Physicist who played significant role in discovery of Higgs boson to speak at Wright State

A physicist who leads the Oregon Center of High Energy Physics and took part in the recent discovery of Higgs boson, a subatomic particle that advances human knowledge of the structure of the universe, will speak at Wright State University.

James Brau, a physics professor at the University of Oregon, will give a public talk on Higgs boson Friday, Feb. 7, from 4:30 to 5:30 p.m. in 109 Oelman Hall. The talk is free and open to the public.

He will discuss the particle’s discovery and speak about the importance of its discovery in the fundamental understanding of mass of matter.

James Brau

James Brau is physics professor at the University of Oregon.

Brau was on a team of physicists that detected the Higgs boson by using a particle accelerator at CERN, the European Organization for Nuclear Research near Geneva, Switzerland.

The discovery has been called monumental because it explains the origin of mass of fundamental particles and could potentially lead to new developments in physics. The discovery was announced July 4, 2012.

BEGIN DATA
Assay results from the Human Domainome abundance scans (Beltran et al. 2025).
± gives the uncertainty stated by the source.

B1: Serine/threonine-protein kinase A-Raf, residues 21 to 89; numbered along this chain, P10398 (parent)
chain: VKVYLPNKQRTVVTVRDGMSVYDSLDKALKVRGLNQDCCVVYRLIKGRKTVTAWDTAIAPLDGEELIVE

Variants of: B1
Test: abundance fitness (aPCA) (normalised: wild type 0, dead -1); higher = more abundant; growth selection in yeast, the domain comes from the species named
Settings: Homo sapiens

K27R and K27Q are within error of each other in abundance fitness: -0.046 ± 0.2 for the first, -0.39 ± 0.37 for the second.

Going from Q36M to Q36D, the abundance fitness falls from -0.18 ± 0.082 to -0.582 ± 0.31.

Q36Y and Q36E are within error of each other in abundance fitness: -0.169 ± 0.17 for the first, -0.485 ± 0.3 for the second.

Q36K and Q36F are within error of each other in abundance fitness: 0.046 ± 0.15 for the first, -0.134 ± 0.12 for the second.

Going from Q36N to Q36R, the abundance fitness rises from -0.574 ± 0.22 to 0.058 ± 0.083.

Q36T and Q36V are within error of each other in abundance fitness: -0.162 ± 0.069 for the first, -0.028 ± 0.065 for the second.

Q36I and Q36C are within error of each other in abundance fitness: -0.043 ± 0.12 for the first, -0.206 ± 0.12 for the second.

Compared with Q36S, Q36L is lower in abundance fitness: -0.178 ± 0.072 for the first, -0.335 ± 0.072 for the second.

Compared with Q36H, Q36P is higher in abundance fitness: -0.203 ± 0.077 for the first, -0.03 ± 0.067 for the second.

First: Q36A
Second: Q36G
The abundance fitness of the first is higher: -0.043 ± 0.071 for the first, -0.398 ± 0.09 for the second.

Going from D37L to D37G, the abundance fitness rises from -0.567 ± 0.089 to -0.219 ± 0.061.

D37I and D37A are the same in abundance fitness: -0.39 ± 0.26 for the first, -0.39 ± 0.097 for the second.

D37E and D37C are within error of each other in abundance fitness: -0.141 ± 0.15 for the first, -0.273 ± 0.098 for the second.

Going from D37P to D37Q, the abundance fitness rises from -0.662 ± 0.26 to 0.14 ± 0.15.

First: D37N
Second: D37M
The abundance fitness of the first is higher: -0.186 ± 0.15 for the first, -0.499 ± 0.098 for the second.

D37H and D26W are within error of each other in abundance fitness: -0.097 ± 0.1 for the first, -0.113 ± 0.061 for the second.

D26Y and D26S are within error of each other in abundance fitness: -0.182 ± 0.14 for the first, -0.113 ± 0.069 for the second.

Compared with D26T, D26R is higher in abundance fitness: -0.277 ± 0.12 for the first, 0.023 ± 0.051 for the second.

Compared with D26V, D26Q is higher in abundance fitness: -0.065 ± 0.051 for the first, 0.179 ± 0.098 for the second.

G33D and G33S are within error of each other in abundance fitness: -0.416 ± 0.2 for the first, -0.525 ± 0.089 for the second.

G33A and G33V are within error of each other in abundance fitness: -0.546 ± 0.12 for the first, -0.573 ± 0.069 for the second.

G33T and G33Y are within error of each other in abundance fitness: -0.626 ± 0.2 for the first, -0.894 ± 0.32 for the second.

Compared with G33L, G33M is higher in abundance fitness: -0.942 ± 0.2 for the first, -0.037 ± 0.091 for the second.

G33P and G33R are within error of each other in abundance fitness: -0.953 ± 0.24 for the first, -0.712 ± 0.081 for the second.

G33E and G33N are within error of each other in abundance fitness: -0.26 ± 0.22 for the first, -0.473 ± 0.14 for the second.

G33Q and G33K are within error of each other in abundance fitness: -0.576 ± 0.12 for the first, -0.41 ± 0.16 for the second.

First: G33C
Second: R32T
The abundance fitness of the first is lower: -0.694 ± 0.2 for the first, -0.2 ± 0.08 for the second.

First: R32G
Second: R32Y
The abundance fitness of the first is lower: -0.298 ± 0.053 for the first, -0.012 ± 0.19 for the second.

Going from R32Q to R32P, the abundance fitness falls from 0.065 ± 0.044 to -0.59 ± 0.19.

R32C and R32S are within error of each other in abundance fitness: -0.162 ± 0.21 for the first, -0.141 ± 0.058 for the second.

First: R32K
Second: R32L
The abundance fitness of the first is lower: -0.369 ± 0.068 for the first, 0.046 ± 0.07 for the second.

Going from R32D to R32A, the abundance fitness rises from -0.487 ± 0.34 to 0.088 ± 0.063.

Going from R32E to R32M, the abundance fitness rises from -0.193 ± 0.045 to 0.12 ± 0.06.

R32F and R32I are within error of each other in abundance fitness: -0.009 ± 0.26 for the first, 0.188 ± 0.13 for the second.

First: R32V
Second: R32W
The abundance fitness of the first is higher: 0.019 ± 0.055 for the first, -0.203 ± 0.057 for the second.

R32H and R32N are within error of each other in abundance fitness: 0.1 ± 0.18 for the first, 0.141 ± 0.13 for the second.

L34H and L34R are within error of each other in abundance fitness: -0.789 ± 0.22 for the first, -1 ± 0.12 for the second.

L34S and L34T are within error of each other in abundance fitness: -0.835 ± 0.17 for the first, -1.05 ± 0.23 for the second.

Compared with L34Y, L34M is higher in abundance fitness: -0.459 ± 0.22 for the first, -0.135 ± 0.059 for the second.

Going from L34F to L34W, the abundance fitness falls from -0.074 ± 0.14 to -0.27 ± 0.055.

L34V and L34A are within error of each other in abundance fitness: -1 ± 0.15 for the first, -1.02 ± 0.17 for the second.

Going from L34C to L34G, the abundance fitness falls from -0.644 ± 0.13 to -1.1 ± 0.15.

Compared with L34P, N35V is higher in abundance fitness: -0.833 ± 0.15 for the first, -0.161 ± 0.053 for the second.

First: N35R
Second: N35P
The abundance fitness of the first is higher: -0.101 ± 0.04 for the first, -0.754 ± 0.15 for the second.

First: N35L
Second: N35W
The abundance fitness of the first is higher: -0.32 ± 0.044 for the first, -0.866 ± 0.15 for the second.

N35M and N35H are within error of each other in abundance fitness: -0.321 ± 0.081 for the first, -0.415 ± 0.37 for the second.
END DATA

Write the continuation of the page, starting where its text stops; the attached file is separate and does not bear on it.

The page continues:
“I would say this is the biggest discovery of this century in the history of science and physics,” said Amit Sharma, Ph.D., assistant professor of physics at Wright State. “The reason it is so important is because we know that there is mass in everything that is made from elementary particles; but where the elementary particles mass comes from is what Higgs boson tells us. It has opened doors to all new science and how we see the world around us. It’s a really big deal.”

Doug Petkie, Ph.D., chair of the Physics Department, said getting Brau to come to Wright State is a coup. He said the discovery of the Higgs boson affects everyone and that Brau will explain its significance in terms a general audience will understand.

“There is this quest for fundamental knowledge about the universe—how we describe it, why we’re here, what’s our ultimate fate going to be,” Petkie said. “Our description of all of matter in a well-rounded theory that can predict what we can see around us is an ultimate achievement of civilization.”

Brau will also speak on Saturday, Feb. 8, from 10 to 11 a.m. at the National Museum of the United States Air Force.

Comments are closed.